Forever 21 will close 200 stores as it looks to restructure its operations following its filing for bankruptcy last month.
The fast-fashion chain’s move is a last-ditch effort to restructure its business model and, hopefully, stay in business at a time when online shopping has taken the wind out of the sails of traditional brick-and-mortar stores.
Additionally, Forever 21 will leave most international markets that it operates in to focus on its US, Mexico and Latin American operations under its retooling strategy, according to reports.
Predicated on selling low-cost and trendy clothing which can be brought to market quickly, Forever 21 now joins the unenviable ranks of similar retailers Aeropostale, Wet Seal and Payless who have filed for bankruptcy this year.
The brand, which was founded in 1984, has some 800 stores with more than 40,000 employees globally.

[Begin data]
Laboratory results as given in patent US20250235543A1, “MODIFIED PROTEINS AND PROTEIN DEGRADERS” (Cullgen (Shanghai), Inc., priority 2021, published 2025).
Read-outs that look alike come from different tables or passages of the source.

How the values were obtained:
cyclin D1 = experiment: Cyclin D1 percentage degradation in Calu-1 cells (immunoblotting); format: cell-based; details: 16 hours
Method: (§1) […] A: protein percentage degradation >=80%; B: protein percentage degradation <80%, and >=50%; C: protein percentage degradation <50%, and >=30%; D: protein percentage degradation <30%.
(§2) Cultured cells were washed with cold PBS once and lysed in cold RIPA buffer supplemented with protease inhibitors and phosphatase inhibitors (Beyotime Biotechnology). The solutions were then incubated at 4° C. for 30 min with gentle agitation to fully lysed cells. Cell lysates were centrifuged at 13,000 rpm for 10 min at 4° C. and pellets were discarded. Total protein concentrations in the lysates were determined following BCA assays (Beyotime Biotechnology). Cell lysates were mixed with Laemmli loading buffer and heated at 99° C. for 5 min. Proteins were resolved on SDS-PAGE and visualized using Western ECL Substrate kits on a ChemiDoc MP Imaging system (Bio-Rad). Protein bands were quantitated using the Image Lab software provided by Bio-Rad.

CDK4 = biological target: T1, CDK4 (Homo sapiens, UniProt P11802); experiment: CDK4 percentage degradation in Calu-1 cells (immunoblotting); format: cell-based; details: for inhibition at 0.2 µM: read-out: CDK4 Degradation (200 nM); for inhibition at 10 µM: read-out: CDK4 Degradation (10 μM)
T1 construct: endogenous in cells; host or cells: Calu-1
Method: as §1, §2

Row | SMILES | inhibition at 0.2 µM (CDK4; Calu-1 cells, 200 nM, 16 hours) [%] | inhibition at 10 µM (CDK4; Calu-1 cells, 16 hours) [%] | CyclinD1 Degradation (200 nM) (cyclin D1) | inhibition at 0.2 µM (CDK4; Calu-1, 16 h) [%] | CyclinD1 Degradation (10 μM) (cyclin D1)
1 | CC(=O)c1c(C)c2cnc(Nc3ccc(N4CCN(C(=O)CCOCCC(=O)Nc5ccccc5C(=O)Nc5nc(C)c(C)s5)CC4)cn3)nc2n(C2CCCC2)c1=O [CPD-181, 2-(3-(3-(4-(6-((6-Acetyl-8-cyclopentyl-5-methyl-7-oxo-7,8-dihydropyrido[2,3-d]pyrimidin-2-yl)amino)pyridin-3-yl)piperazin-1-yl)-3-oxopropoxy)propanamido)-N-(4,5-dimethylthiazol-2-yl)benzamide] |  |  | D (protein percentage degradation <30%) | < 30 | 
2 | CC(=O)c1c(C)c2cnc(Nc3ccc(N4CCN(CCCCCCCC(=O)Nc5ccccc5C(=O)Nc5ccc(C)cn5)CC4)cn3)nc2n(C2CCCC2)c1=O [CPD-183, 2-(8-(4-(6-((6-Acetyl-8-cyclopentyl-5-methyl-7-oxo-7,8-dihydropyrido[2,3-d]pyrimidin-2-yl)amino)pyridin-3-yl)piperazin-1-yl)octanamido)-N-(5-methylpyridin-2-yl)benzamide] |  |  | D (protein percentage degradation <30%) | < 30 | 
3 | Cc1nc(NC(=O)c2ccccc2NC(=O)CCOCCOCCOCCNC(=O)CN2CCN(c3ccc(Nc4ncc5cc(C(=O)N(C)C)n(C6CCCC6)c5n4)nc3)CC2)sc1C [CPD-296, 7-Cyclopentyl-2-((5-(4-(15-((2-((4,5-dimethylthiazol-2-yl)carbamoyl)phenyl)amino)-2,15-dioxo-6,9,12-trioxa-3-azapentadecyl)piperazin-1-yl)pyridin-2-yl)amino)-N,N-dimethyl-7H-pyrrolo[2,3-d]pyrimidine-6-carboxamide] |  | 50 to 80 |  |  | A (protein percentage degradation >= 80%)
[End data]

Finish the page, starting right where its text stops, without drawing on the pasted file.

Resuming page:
Online companies like Missguided, Asos and Pretty Little Things have grown as quickly as the physical stores of their competitors have shrunken, catering to an increasingly digital audience that still wants stylish fast fashions but without the trek to a mall.
With a reduction in the number of stores planned, the brand will now be forced to see how best it can exit lease arrangements and close stores, the majority of which occupy rented spaces, costing some $450 million in expense annually.
According to CNN Business,“Forever 21 can reject any contracts or leases as part of the Chapter 11 (bankruptcy) process. If a lease is below market value, landlords may welcome ending it to obtain more rent from a financially healthier company.
At the same time, exiting millions of square feet of retail space would put pressure on landlords, who would have to lease as quickly as possible.”
Forever 21 was the fifth largest specialty retailer in the United States and saw peak revenue with sales of US$4.4 billion in 2015. Then, the company had a goal of becoming an US$8 billion company by 2017 but will now have to play the waiting game to see if it stays afloat with the coming changes.